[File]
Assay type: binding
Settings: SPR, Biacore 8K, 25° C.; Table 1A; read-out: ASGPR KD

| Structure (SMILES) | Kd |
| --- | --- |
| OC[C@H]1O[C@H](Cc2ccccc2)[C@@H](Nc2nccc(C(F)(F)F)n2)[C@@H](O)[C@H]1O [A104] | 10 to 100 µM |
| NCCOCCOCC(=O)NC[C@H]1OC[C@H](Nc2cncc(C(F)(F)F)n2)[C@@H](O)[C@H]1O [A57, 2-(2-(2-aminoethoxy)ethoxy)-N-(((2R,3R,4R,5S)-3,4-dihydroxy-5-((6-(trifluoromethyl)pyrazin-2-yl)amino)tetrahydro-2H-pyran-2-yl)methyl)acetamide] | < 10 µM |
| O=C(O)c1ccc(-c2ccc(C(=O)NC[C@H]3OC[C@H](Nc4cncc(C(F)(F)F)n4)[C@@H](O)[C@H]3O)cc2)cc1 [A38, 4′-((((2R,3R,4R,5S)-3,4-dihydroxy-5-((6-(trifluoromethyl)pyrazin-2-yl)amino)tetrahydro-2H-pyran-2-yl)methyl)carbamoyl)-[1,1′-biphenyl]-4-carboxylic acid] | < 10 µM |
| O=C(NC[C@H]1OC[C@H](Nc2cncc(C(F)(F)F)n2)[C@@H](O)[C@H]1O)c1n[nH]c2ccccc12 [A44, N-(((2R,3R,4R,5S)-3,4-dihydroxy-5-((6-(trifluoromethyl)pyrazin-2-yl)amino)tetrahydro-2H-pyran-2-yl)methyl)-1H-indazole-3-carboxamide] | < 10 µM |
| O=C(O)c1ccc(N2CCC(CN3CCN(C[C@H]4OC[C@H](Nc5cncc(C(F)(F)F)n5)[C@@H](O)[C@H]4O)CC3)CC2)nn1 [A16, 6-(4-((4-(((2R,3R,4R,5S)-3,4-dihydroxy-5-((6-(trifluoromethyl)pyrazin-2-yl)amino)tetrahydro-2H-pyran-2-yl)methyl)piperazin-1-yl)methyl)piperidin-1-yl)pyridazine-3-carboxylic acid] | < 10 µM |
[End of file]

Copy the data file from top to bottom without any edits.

Assay type: binding
Settings: SPR, Biacore 8K, 25° C.; Table 1A; read-out: ASGPR KD

| Structure (SMILES) | Kd |
| --- | --- |
| OC[C@H]1O[C@H](Cc2ccccc2)[C@@H](Nc2nccc(C(F)(F)F)n2)[C@@H](O)[C@H]1O [A104] | 10 to 100 µM |
| NCCOCCOCC(=O)NC[C@H]1OC[C@H](Nc2cncc(C(F)(F)F)n2)[C@@H](O)[C@H]1O [A57, 2-(2-(2-aminoethoxy)ethoxy)-N-(((2R,3R,4R,5S)-3,4-dihydroxy-5-((6-(trifluoromethyl)pyrazin-2-yl)amino)tetrahydro-2H-pyran-2-yl)methyl)acetamide] | < 10 µM |
| O=C(O)c1ccc(-c2ccc(C(=O)NC[C@H]3OC[C@H](Nc4cncc(C(F)(F)F)n4)[C@@H](O)[C@H]3O)cc2)cc1 [A38, 4′-((((2R,3R,4R,5S)-3,4-dihydroxy-5-((6-(trifluoromethyl)pyrazin-2-yl)amino)tetrahydro-2H-pyran-2-yl)methyl)carbamoyl)-[1,1′-biphenyl]-4-carboxylic acid] | < 10 µM |
| O=C(NC[C@H]1OC[C@H](Nc2cncc(C(F)(F)F)n2)[C@@H](O)[C@H]1O)c1n[nH]c2ccccc12 [A44, N-(((2R,3R,4R,5S)-3,4-dihydroxy-5-((6-(trifluoromethyl)pyrazin-2-yl)amino)tetrahydro-2H-pyran-2-yl)methyl)-1H-indazole-3-carboxamide] | < 10 µM |
| O=C(O)c1ccc(N2CCC(CN3CCN(C[C@H]4OC[C@H](Nc5cncc(C(F)(F)F)n5)[C@@H](O)[C@H]4O)CC3)CC2)nn1 [A16, 6-(4-((4-(((2R,3R,4R,5S)-3,4-dihydroxy-5-((6-(trifluoromethyl)pyrazin-2-yl)amino)tetrahydro-2H-pyran-2-yl)methyl)piperazin-1-yl)methyl)piperidin-1-yl)pyridazine-3-carboxylic acid] | < 10 µM |